Why Humility Looks Different in God and Us
God is humble, the most humble person in existence. He is also the greatest. So God’s humility, his accurate assessment, his self-importance in relation to everything else, is holy—its expression is unique to anyone else’s.
For example, since God is supreme in everything, including supremely satisfying to us, it’s not proud of him to declare it (Psalm 97:9). And since we always express our greatest enjoyments by praising them, it isn’t vain of God to command our praise. God’s humility and love in fact require him to exhort us to enjoy our deepest satisfaction as opposed to lesser ones.
For us, accurately assessing our self-importance as it relates to God and everything else will often be expressed differently from God, since we’re not God. If we commanded others to praise us, it would be the pinnacle of pride.
True humility pushes us to extremes. On one end there’s the glorious privilege of being an image-bearer of God, a reality we’ve hardly begun to understand. On the other end we have horribly sinned against God (Romans 3:23).
Attracted to Jesus
But God’s humility is not always expressed differently from ours, though we will never match his scope. There is one place where we clearly see the height of his glory in the depth of his magnificent humility, and when we really see it, it resonates in the deepest places of our psyches: in the incarnation and crucifixion of Jesus.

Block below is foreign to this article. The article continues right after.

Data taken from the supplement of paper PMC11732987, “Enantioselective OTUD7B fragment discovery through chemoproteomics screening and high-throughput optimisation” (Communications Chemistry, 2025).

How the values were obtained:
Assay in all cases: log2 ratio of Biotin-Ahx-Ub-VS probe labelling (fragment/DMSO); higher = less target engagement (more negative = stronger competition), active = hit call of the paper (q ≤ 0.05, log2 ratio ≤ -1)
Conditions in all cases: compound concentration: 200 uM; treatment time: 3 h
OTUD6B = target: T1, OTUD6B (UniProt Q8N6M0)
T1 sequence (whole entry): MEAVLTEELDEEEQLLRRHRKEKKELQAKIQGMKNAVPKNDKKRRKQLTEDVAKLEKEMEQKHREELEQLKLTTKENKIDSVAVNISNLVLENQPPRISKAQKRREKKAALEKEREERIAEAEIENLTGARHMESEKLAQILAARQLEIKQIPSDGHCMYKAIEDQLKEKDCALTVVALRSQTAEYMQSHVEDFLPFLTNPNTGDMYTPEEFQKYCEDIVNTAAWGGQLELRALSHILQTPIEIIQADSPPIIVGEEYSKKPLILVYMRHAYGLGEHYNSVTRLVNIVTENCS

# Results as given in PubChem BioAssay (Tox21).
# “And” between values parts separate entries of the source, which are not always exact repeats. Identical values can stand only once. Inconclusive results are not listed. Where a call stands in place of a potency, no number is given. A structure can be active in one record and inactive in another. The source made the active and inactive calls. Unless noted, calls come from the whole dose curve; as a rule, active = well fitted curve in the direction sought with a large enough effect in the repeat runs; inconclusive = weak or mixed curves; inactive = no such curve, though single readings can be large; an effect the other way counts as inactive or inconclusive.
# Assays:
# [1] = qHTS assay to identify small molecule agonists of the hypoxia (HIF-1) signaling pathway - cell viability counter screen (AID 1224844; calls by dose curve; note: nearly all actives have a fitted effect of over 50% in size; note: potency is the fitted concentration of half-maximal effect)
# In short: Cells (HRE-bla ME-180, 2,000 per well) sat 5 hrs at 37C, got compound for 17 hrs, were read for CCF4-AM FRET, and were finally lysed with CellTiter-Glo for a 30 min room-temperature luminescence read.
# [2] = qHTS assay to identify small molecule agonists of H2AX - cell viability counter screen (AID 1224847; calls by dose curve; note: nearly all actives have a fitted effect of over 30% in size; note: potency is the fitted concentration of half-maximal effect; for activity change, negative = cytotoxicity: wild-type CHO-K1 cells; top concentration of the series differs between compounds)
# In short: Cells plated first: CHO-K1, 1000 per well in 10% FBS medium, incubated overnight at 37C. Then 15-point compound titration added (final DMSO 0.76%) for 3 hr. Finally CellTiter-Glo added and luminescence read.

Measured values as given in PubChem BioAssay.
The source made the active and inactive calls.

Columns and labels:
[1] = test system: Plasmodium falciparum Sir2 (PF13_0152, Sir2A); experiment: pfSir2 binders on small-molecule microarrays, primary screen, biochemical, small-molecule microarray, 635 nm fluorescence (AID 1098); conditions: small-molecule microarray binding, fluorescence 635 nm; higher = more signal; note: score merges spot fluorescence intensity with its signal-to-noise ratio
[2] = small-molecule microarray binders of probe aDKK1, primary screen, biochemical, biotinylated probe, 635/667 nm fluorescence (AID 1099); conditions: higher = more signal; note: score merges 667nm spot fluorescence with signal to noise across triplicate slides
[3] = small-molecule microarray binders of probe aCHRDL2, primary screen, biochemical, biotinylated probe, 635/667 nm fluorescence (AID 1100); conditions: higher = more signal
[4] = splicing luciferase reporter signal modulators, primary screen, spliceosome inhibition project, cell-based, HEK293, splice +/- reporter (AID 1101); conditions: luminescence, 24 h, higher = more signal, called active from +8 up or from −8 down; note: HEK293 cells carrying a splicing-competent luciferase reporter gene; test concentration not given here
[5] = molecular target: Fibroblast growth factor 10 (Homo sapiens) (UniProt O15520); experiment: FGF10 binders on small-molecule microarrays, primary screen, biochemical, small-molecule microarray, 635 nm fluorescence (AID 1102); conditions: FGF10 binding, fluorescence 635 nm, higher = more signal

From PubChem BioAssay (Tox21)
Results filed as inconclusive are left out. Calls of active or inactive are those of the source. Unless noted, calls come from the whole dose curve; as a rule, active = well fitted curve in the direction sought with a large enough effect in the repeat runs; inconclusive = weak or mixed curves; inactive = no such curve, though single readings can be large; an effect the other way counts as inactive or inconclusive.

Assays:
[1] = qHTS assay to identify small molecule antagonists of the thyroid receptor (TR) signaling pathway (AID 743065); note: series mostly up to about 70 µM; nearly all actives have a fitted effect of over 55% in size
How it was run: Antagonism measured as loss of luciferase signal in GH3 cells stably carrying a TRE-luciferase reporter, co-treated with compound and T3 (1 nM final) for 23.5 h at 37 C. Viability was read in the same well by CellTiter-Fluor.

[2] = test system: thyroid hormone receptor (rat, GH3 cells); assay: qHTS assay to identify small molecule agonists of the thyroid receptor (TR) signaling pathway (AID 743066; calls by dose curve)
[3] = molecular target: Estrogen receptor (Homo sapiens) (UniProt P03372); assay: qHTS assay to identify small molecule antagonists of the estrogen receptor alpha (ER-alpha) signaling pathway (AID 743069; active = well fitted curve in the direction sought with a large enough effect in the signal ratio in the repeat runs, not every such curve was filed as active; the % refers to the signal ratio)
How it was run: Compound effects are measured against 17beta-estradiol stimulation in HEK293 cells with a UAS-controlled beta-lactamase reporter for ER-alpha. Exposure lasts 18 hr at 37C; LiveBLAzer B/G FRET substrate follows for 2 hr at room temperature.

[For] though he was in the form of God, [Jesus] did not count equality with God a thing to be grasped, but emptied himself, by taking the form of a servant, being born in the likeness of men. And being found in human form, he humbled himself by becoming obedient to the point of death, even death on a cross. (Philippians 2:6–8)
There it is. That’s the humility that all but the most hardhearted among us find beautiful. This is the fundamental reason we are attracted to humble people, because we see in them the likeness of God in Christ.
God’s wonderful invitation to us through Paul is to “have this mind,” for in Christ it can be ours (Philippians 2:5). Today we can have this mind by repenting of any pride we are aware of, embracing an honest self-assessment of who we are, meditating on Philippians 2:1–11 and obeying what it says.